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-   -   CO2 Question... (http://www.tropicalfishkeeping.com/beginner-planted-aquarium/co2-question-14309/)

steelerfan 05-03-2008 11:02 AM

CO2 Question...
 
28 Gal, 5 plants, 1 is bamboo, 1 is bacopa(?), don't know the rest. I just set up DIY CO2 and am wondering if anyne might know what a good bubble per minute rate would be?? Right now I'm getting about 20 bpm, it's only been going for about 16 hrs, so it might speed up a little, we'll see. Anyway, any insight would be helpful, thanks!

fish_4_all 05-03-2008 03:51 PM

Wait until you see how it will effect your pH and KH.
Remember, you need at least 3DKH to keep your pH stable and prevent major fish problems!

Go to http://www.csd.net/~cgadd/aqua/art_plant_aquacalc.htm and download the calculator. It is very useful and I have used it countless times.

klosxe 07-08-2008 11:51 AM

A good indicator of CO2 levels with DIY CO2 is your PH levels. If you have a PH in the range of 6.5-6.8, you are adding the right amount of CO2. If PH goes up, that means that your CO2 levels are getting lower, and vice versa. I would put in a control valve, so that you can turn on/off you CO2 and change the BPM (Bubbles per minute) rate. You should aim at 2-3 Bubbles per Second, or 120 BPM. At night, you should turn off your CO2 because the plants USE oxygen at night when they aren't photosynthesizing. Plus then at night your PH will rise naturally, and in the morning when your lights come on, you can turn you CO2 on, and the PH will slowly fall. You will want to insert a control valve so that you don't over inject CO2, and drop PH too low, and vice versa.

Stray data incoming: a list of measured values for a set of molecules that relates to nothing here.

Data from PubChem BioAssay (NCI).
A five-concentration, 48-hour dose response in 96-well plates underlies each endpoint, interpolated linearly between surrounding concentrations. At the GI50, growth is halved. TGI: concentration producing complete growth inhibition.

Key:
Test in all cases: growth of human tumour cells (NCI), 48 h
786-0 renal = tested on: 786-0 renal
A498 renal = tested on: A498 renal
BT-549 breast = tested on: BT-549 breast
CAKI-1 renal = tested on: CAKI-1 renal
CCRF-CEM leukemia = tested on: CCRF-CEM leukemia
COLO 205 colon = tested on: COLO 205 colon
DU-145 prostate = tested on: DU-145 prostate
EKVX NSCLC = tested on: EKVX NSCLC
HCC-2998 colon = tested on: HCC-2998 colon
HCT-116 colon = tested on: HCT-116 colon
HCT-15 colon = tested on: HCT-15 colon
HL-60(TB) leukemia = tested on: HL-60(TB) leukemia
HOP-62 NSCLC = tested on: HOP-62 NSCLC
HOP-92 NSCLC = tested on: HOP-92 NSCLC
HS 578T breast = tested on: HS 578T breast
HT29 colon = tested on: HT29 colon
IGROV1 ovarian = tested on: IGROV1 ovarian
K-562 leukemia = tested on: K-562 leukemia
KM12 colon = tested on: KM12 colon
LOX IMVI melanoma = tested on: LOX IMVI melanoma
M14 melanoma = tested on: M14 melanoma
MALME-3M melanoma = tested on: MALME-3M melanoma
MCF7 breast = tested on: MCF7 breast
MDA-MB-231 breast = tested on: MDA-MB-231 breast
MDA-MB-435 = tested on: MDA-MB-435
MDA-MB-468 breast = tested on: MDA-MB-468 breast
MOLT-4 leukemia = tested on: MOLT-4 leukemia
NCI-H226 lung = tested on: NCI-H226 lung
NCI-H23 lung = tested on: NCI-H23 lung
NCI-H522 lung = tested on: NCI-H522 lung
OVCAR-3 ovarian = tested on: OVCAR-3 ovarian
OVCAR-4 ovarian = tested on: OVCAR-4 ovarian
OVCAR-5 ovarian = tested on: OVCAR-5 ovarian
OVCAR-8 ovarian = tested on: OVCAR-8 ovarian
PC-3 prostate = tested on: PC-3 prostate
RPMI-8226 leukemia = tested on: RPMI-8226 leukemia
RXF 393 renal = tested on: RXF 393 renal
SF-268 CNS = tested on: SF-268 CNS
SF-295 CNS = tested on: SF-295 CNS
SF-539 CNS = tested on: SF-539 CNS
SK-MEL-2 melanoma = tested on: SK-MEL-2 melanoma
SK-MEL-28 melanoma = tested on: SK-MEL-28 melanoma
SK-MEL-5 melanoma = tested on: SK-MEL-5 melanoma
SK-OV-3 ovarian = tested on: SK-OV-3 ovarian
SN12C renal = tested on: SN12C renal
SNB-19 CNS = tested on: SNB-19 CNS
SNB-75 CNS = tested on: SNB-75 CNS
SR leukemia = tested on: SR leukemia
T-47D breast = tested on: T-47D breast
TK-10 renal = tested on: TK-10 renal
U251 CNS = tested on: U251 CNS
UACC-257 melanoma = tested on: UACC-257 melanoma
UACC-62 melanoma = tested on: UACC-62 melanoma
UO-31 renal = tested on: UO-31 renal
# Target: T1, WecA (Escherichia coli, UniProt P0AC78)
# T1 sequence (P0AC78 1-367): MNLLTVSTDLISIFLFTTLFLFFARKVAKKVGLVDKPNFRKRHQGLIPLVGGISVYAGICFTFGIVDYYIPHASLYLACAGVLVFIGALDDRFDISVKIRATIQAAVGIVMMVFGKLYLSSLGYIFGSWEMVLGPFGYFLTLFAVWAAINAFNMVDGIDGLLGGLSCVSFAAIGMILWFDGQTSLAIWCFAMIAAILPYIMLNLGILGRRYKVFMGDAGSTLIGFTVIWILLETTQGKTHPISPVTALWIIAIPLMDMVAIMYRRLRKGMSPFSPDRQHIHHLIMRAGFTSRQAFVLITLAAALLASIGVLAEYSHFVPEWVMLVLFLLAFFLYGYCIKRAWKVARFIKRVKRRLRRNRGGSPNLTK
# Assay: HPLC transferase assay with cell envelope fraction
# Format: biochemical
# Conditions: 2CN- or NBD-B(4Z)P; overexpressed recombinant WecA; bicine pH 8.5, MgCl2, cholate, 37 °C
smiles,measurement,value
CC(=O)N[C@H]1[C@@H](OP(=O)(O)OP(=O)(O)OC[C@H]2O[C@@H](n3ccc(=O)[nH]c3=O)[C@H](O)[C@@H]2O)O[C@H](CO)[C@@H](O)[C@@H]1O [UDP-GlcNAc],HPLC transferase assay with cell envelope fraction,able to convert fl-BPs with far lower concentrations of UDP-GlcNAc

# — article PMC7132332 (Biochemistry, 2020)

My next tidbit of Info depends on your answer to my next question: Do you have a tight budget, or can you invest some $$ into this tank?

If you can spend some $$, I would invest on a full auto CO2 system. Full Auto means that the system monitors PH levels, and when PH is high, CO2 is turned on. When PH is low, CO2 is turned off and allowed to rise natural. AquariumPlants.com has a great system that I use. This is a little pricy though, but I think it is worth it. If you ever want a bigger tank, this can just be moved over. When your CO2 tank is low, you can take it into a welding shop and they will refill it for you for about 40 $. You only need to refill about ever 8-10 months though. This is the way to go, because the injection system will monitor itself, and you don't have to worry about injecting too much CO2 and dropping the PH too low, and vice versa.

If you plant to stick with DIY, I would definitely find a way to insert some kind of control valve so you can control you BPM. Hope this LONG explanation helps. :)

fish_4_all 07-08-2008 09:00 PM

Make sure that you know the pH of your tank before adding CO2. A pH of 6.5-6.8 could be good unless your pH is normally 8 or 6.2. Use the calculator that I linked to to make sure that things are going right according to the needs of your tank.

1077 07-08-2008 11:29 PM

I may be wrong but I wonder about the safety of turning OFF a DIY co2 unit as was suggested.

klosxe 07-09-2008 03:08 PM